Word Winding

attempting to spin cacophony into sanity

Archive for the tag “meditation”

Tucking in Stray Thoughts

I was unbegrudgingly late to yoga today and was rewarded with a bit of insight.

I was late because Owlet appeared inside with a mildly bloody finger just as I was about to leave. Thor was with Platypup outside and would have handled it for me, but she would’ve gotten upset at the delay in bandaging.

I didn’t hesitate, or feel overly stressed about being late. I took exactly the right amount of time to hug, wash wound, apply ointment, wrap bandaid and tape, and say a slightly hurried goodbye, and then I left. I didn’t speed on the way there or feel my body contort with tension. I sang gustily to myself in the car, as is my habit these days, parked with the usual care, walked briskly but not urgently, and arrived roughly ten minutes late, with just enough time to set up and settle in before the opening meditation period ended.

This is far from the way things might have gone. More often than not I would have shunted Owlet onto Thor, she would have cried, and I would have left feeling both annoyed and guilty only to discover that I was also running late. Hopefully I would have resisted the urge to speed too much, but would definitely have hunched forward in my seat with too-tight limbs and a furrowed brow, parked in a rush, run across the street, and awkwardly whispered a flustered apology in the teacher’s general direction as I shuffled in, out of breath and clumsy with stress.

It would have taken half the class just to unravel the morning’s damage.

Instead, I was pleasantly surprised to discover my flexibility, strength, and mental focus had all mysteriously improved since my last class several weeks ago.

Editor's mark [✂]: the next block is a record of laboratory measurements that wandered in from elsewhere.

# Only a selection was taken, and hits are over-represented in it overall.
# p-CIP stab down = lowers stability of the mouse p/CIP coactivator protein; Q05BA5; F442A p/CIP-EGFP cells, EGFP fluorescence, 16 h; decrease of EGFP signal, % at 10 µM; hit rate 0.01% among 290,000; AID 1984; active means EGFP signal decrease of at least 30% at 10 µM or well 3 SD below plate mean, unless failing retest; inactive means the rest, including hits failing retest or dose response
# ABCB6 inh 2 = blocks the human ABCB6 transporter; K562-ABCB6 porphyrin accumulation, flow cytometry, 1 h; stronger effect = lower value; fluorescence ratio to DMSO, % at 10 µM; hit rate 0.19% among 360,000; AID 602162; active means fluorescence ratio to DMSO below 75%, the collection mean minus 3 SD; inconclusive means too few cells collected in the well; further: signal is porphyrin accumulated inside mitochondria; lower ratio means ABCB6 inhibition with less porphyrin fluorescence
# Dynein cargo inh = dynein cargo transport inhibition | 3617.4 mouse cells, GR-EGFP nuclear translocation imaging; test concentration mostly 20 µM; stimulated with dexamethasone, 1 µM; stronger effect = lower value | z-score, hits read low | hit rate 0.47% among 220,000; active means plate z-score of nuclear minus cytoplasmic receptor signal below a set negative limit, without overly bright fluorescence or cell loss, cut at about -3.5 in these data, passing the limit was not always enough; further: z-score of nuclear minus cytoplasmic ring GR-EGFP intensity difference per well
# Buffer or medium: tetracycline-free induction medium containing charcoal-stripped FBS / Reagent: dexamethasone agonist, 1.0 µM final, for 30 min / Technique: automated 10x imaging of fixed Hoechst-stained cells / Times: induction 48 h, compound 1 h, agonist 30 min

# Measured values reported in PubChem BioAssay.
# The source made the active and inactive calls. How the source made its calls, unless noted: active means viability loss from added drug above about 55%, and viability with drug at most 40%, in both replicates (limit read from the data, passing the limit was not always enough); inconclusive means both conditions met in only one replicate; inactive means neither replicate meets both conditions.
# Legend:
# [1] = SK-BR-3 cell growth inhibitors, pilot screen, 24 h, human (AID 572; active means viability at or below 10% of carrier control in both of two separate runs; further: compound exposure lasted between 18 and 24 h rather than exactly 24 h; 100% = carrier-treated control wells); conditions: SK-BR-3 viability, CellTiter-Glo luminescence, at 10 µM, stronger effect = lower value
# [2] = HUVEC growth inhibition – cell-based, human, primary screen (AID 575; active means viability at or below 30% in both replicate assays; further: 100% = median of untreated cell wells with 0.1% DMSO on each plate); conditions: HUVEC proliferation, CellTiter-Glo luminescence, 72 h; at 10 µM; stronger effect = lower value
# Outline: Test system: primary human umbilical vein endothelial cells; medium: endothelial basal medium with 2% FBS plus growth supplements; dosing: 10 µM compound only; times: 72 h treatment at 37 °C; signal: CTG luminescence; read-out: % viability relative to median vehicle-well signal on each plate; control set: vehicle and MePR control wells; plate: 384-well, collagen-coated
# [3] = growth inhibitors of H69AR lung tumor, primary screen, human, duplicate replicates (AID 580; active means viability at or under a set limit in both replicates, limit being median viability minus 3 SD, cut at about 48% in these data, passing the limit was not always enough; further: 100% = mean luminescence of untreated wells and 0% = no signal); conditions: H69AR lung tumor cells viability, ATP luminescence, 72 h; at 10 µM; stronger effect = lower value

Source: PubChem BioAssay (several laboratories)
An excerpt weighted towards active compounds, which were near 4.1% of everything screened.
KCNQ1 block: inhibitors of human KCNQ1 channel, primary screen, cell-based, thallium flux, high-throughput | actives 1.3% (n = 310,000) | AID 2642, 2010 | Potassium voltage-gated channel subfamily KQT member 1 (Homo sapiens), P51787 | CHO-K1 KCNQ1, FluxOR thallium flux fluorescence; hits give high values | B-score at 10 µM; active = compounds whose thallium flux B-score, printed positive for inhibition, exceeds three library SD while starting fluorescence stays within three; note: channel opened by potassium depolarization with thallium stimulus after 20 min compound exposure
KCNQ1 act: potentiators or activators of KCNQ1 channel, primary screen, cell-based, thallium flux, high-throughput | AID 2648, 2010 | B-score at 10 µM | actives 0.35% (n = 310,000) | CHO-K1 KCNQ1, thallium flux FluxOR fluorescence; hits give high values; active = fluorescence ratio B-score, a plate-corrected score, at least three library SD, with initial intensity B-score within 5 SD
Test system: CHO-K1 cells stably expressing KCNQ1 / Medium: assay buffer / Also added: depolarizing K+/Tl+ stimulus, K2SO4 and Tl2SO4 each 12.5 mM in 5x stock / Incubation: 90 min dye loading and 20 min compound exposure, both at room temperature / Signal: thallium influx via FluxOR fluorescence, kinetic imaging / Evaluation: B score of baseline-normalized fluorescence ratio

At what felt like just the right time, we concluded the active portion of class and submerged into yoga nidra. Usually when I meditate I treat thoughts as gnats, mostly to be ignored, the more persistent ones brushed gently away. Sometimes I let my mind ramble a bit first, recognizing that my time for lucid uninterrupted thought can be in short supply. I almost always eventually coax a sweet, elusive stillness into joining me.

I was alternating between periods of gnat-swatting, stillness, and mind-rambling when I found myself mulling over a parenting gem I keep as close to the top of the heap as possible since I would very much like it to one day be second nature. It is the best (though oh so hard in the heat of the moment) way I know to respond to a child spiraling out of control: namely, to articulate your best guess as to how they are feeling. Every time I do it, I am sure it isn’t going to work, because the kid usually ramps up their upset in response, but immediately thereafter a corner is turned and soothing toward equilibrium is magically possible. Because more than anything we all just want to be understood.